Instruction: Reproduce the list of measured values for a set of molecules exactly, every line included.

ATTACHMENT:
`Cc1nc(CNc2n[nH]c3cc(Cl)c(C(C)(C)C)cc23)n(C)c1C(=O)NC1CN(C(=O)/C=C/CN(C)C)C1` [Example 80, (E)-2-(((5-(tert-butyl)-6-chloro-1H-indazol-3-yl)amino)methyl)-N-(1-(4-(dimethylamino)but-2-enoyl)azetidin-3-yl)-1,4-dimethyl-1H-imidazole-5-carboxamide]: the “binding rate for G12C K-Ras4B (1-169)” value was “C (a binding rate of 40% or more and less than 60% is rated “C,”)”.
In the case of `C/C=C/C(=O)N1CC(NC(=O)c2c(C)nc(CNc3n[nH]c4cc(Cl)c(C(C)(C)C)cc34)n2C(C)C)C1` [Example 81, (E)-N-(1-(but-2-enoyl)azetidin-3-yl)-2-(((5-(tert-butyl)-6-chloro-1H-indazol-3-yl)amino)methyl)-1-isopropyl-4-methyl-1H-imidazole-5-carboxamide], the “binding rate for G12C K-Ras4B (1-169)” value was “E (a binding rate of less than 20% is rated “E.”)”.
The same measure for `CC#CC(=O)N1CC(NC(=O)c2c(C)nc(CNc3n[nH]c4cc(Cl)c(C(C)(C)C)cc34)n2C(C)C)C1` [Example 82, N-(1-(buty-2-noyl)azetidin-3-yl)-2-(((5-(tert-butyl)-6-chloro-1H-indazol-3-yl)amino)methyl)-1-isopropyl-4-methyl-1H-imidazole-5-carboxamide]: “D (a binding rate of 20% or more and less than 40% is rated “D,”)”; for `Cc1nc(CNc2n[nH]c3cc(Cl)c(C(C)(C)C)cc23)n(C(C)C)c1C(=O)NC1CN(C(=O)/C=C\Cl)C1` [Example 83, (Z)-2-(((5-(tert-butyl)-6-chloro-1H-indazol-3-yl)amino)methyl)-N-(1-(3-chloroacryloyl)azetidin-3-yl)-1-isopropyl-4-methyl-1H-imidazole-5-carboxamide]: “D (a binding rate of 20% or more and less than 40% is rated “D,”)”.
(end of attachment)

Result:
`Cc1nc(CNc2n[nH]c3cc(Cl)c(C(C)(C)C)cc23)n(C)c1C(=O)NC1CN(C(=O)/C=C/CN(C)C)C1` [Example 80, (E)-2-(((5-(tert-butyl)-6-chloro-1H-indazol-3-yl)amino)methyl)-N-(1-(4-(dimethylamino)but-2-enoyl)azetidin-3-yl)-1,4-dimethyl-1H-imidazole-5-carboxamide]: the “binding rate for G12C K-Ras4B (1-169)” value was “C (a binding rate of 40% or more and less than 60% is rated “C,”)”.
In the case of `C/C=C/C(=O)N1CC(NC(=O)c2c(C)nc(CNc3n[nH]c4cc(Cl)c(C(C)(C)C)cc34)n2C(C)C)C1` [Example 81, (E)-N-(1-(but-2-enoyl)azetidin-3-yl)-2-(((5-(tert-butyl)-6-chloro-1H-indazol-3-yl)amino)methyl)-1-isopropyl-4-methyl-1H-imidazole-5-carboxamide], the “binding rate for G12C K-Ras4B (1-169)” value was “E (a binding rate of less than 20% is rated “E.”)”.
The same measure for `CC#CC(=O)N1CC(NC(=O)c2c(C)nc(CNc3n[nH]c4cc(Cl)c(C(C)(C)C)cc34)n2C(C)C)C1` [Example 82, N-(1-(buty-2-noyl)azetidin-3-yl)-2-(((5-(tert-butyl)-6-chloro-1H-indazol-3-yl)amino)methyl)-1-isopropyl-4-methyl-1H-imidazole-5-carboxamide]: “D (a binding rate of 20% or more and less than 40% is rated “D,”)”; for `Cc1nc(CNc2n[nH]c3cc(Cl)c(C(C)(C)C)cc23)n(C(C)C)c1C(=O)NC1CN(C(=O)/C=C\Cl)C1` [Example 83, (Z)-2-(((5-(tert-butyl)-6-chloro-1H-indazol-3-yl)amino)methyl)-N-(1-(3-chloroacryloyl)azetidin-3-yl)-1-isopropyl-4-methyl-1H-imidazole-5-carboxamide]: “D (a binding rate of 20% or more and less than 40% is rated “D,”)”.